First, nowhere does the Bible ascribe to the Holy Spirit the responsibility of saving anyone from anything. The Holy Spirit brought about new revelation from God (2 Peter 1:21; John 14:26; 16:13) and confirmed that revelation with miracles (Mark 16:20; Hebrews 2:3-4). God chose human instrumentality through which to communicate the saving message to sinners (Acts 2, Peter; 8:26-39, Philip; 10 & 11, Peter). The added purpose for which the Holy Spirit appears in Acts 10 & 11 was to prove to Peter and the Jews that the Gentiles also were intended by God to be the recipients of the Gospel blessings (Acts 10:34-35).

Second, the New Testament attributes saving power to a number of different elements. Many people simply choose the ones that they prefer (usually "faith") to the exclusion of the rest as though the others are not even there. That is not handling aright the Word of God (2 Timothy 2:15). In truth, all of the elements to which Scripture attributes saving power work together for the redemption of souls. Just how, though, do these various elements to which the New Testament ascribes saving power work together, and where and how does baptism figure among these?

Here is a summary of some of the elements to which the Bible ascribes saving power, and indication of whose involvement in each is required: God, Jesus Christ, the Holy Spirit or mankind. God the Father's part: love (John 3:16), grace (Ephesians 2:8), mercy (Titus 3:5), the Gospel (Romans 1:16). Christ's part: the blood of Christ (Revelation 1:5), our Mediator (1 Timothy 2:5). Holy Spirit's part: providing revelation (1 Corinthians 2:6-16), placing baptized persons in the "one body" (1 Corinthians 12:13). Man's part: Bible faith (John 8:24), repentance (Acts 17:30), baptism (1 Peter 3:21), obedience (Hebrews 5:8-9), purity (Revelation 22:14), faithfulness (Revelation 2:10), love (1 John 2:10), hope (Romans 8:24), works (James 2:24), endurance (Matthew 10:22), confessing Christ (Romans 10:9-10), being born again (John 3:3-5), laying aside evil (James 1:21), preaching (1 Corinthians 1:18, 21), calling on the name of the Lord (Romans 10:14), knowledge of the Scriptures (2 Timothy 3:15).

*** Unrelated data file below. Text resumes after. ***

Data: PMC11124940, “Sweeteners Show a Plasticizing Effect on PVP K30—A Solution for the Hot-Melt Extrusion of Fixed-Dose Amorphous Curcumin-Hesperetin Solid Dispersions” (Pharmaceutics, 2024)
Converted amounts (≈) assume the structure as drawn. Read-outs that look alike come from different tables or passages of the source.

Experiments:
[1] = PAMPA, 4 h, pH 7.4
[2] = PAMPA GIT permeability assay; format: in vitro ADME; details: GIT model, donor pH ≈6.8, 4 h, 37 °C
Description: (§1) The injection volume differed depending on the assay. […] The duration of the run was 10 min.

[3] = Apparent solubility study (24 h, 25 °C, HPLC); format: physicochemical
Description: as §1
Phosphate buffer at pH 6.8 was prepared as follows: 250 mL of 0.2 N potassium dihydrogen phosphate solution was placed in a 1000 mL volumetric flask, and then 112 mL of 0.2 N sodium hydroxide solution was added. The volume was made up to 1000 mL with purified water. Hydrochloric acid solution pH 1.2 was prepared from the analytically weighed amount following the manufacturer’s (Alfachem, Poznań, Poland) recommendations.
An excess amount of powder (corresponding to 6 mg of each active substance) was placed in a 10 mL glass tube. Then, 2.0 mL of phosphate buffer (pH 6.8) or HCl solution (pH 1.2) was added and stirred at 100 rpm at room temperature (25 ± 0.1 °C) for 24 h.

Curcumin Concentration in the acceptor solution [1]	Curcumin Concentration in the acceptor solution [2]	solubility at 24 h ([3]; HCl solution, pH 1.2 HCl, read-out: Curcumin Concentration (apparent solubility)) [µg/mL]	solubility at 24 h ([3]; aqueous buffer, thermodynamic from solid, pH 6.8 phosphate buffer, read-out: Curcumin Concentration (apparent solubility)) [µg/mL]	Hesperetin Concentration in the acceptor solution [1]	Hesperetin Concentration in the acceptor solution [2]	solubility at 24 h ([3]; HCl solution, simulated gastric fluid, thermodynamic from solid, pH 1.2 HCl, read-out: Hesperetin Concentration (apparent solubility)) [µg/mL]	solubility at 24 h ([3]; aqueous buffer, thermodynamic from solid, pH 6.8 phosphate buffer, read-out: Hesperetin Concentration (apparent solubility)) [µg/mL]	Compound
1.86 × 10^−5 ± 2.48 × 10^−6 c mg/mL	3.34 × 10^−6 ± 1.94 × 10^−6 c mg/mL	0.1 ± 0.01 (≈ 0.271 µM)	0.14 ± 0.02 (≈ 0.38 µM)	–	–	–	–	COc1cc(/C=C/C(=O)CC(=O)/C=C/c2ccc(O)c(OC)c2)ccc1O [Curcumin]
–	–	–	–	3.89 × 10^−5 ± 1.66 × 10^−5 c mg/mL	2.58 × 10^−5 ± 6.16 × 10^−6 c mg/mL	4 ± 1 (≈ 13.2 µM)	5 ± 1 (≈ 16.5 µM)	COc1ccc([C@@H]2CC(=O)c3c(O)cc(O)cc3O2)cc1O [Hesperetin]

Since the religious world assaults God's redemptive plan chiefly respecting baptism, perhaps more verses in the New Testament deal with that aspect of the plan of salvation than any other part. Notice some of the verses that attribute salvation to baptism:

"He that believeth and is baptized shall be saved ..." (Mark 16:16).

"...Repent, and be baptized every one of you in the name of Jesus Christ for the remission of sins ..." (Acts 2:38).

"And now why tarriest thou? arise, and be baptized, and wash away thy sins, calling on the name of the Lord" (Acts 22:16).

"...baptism doth also now save us ..." (1 Peter 3:21).

Add to the forgoing the following verses that indicate the essentiality of baptism. Baptism puts one into Christ (Romans 6:3-5); by baptism one puts on Christ (Galatians 3:27); baptism is commanded, therefore, not optional but obligatory (Acts 10:48). Baptism puts one into the death of Christ (symbolically) (Romans 6:3-5) where Christ's saving blood (Ephesians 1:7) was shed.

However, immersion in water by itself, without purposing to receive the remission of sins, without faith, without repentance, without mercy, without grace, etc. would be merely a bath (1 Peter 3:21) and would be wholly void of any saving affect. In short, baptism alone would be baptismal regeneration (which the Bible does not teach), but baptism in conjunction with the other elements to which the Bible ascribes saving power saves a soul from his past sins. Baptism is the culmination of God's redemptive plan and the point at which one's sins are remitted.

For further information regarding God's redemptive plan, go to the archives of Gospel Gazette Online and use the site search feature to learn more about each facet of God's plan of salvation (e.g., faith, repentance, confessing Christ, baptism, grace, mercy, etc.). May God bless your quest for truth.

Image Insights from the Psalms, Vol. 2
by John T. Willis
paperback, 105 pages
$6.95 + S&H   Order: [email protected]

Nichol's Pocket Bible Encyclopedia
by C.R. Nichol
paperback, 209 pages
$2.50 + S&H   Order: [email protected]